A client you’ve been training for a while confides that she just learned she’s pregnant. You can’t quite tell how she feels about the situation. Do you know how to respond?
I don’t know what to sayI’ve got this!
Your client has always been very active and wants to set some ambitious training goals for herself during pregnancy. Do you feel prepared to discuss these goals with her?
Not reallyI know what to do
Do you have a clear idea of what types of comments and information are appropriate to share — and what comments may actually be harmful — when it comes to discussing your client’s pregnant body with her?
Are there things I shouldn’t say?I’m an expert
You get a text from your client canceling her upcoming training sessions for the next two weeks. After you ask her if she’s OK, she discloses that she just experienced a miscarriage. How prepared are you to properly support this client through pregnancy loss?
Not at allI know exactly what to say
You catch your client wincing at her reflection in the mirror. She tells you that she doesn’t like how her pregnant body looks. How comfortable do you feel discussing your client’s body image struggles during pregnancy in a compassionate and non-dismissive way?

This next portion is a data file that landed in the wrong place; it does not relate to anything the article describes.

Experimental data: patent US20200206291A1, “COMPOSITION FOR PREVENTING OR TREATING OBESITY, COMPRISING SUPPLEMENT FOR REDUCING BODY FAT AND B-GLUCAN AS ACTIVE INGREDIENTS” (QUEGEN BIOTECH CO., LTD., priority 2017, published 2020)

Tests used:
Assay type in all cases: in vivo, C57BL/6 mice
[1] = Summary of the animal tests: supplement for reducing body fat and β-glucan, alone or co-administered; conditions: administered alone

Not veryI’ve got this!
Your client admits that she’s been considering canceling her next session because she’s struggling with energy and motivation during her first trimester. How prepared are you to adjust your client’s workout according to her varying energy levels on any given day?
I'm not sureI can handle it

Total for this section 0/30

Topic #6: Leadership & Professionalism

Your client confides that she’s been diagnosed with gestational diabetes, and asks you if you can guide her in managing her condition. How confident are you handling this conversation?
I don’t know where to start100% confident
Do you know how to create a referral network of like-minded health professionals — like a pelvic health physiotherapist, a urogynecologist, and a mental health professional, just to name a few — so you can ensure your clients get the best care possible?
Wait, I need to do this?Got it covered!
Your client comes to you with a troubled look in her eyes, and confides in a low voice that she’s been “leaking” when she sneezes, and she’s worried because she doesn’t know what’s wrong with her. Her cheeks are flushed with embarrassment, and you can feel her anxiety. How comfortable are you discussing urinary incontinence during pregnancy with your client?